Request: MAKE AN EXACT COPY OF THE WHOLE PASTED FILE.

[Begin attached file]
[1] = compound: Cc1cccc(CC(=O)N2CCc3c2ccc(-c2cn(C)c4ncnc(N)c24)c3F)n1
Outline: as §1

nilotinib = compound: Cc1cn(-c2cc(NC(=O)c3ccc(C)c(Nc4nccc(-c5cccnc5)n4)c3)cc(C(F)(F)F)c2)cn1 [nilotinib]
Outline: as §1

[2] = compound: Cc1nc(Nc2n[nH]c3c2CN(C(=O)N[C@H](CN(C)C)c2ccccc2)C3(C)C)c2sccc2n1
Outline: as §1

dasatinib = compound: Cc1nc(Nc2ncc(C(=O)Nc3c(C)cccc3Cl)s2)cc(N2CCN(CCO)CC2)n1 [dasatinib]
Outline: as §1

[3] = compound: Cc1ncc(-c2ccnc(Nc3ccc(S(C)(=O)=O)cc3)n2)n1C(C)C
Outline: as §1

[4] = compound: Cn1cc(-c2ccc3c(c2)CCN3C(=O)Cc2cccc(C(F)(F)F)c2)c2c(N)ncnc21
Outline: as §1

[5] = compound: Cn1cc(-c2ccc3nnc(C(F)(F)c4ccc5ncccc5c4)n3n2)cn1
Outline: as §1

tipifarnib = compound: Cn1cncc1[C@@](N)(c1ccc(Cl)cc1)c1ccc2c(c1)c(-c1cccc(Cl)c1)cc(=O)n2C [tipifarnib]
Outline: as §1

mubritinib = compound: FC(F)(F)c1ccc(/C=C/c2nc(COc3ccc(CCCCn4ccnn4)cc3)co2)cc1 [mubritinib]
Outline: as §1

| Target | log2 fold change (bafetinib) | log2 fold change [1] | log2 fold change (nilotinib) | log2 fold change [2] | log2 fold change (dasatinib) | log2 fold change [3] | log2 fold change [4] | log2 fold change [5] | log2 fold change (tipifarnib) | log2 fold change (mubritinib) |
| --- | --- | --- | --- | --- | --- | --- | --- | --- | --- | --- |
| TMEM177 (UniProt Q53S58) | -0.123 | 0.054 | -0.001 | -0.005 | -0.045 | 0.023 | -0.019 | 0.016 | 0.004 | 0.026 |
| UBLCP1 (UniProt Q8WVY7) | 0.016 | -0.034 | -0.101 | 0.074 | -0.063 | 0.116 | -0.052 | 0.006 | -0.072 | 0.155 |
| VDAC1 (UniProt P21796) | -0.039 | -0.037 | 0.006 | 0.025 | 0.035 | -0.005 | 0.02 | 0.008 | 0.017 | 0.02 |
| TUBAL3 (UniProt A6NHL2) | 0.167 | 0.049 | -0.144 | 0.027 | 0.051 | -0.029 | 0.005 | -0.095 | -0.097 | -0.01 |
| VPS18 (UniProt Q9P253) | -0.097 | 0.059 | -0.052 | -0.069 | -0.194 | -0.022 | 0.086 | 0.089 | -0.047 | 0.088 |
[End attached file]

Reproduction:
[1] = compound: Cc1cccc(CC(=O)N2CCc3c2ccc(-c2cn(C)c4ncnc(N)c24)c3F)n1
Outline: as §1

nilotinib = compound: Cc1cn(-c2cc(NC(=O)c3ccc(C)c(Nc4nccc(-c5cccnc5)n4)c3)cc(C(F)(F)F)c2)cn1 [nilotinib]
Outline: as §1

[2] = compound: Cc1nc(Nc2n[nH]c3c2CN(C(=O)N[C@H](CN(C)C)c2ccccc2)C3(C)C)c2sccc2n1
Outline: as §1

dasatinib = compound: Cc1nc(Nc2ncc(C(=O)Nc3c(C)cccc3Cl)s2)cc(N2CCN(CCO)CC2)n1 [dasatinib]
Outline: as §1

[3] = compound: Cc1ncc(-c2ccnc(Nc3ccc(S(C)(=O)=O)cc3)n2)n1C(C)C
Outline: as §1

[4] = compound: Cn1cc(-c2ccc3c(c2)CCN3C(=O)Cc2cccc(C(F)(F)F)c2)c2c(N)ncnc21
Outline: as §1

[5] = compound: Cn1cc(-c2ccc3nnc(C(F)(F)c4ccc5ncccc5c4)n3n2)cn1
Outline: as §1

tipifarnib = compound: Cn1cncc1[C@@](N)(c1ccc(Cl)cc1)c1ccc2c(c1)c(-c1cccc(Cl)c1)cc(=O)n2C [tipifarnib]
Outline: as §1

mubritinib = compound: FC(F)(F)c1ccc(/C=C/c2nc(COc3ccc(CCCCn4ccnn4)cc3)co2)cc1 [mubritinib]
Outline: as §1

| Target | log2 fold change (bafetinib) | log2 fold change [1] | log2 fold change (nilotinib) | log2 fold change [2] | log2 fold change (dasatinib) | log2 fold change [3] | log2 fold change [4] | log2 fold change [5] | log2 fold change (tipifarnib) | log2 fold change (mubritinib) |
| --- | --- | --- | --- | --- | --- | --- | --- | --- | --- | --- |
| TMEM177 (UniProt Q53S58) | -0.123 | 0.054 | -0.001 | -0.005 | -0.045 | 0.023 | -0.019 | 0.016 | 0.004 | 0.026 |
| UBLCP1 (UniProt Q8WVY7) | 0.016 | -0.034 | -0.101 | 0.074 | -0.063 | 0.116 | -0.052 | 0.006 | -0.072 | 0.155 |
| VDAC1 (UniProt P21796) | -0.039 | -0.037 | 0.006 | 0.025 | 0.035 | -0.005 | 0.02 | 0.008 | 0.017 | 0.02 |
| TUBAL3 (UniProt A6NHL2) | 0.167 | 0.049 | -0.144 | 0.027 | 0.051 | -0.029 | 0.005 | -0.095 | -0.097 | -0.01 |
| VPS18 (UniProt Q9P253) | -0.097 | 0.059 | -0.052 | -0.069 | -0.194 | -0.022 | 0.086 | 0.089 | -0.047 | 0.088 |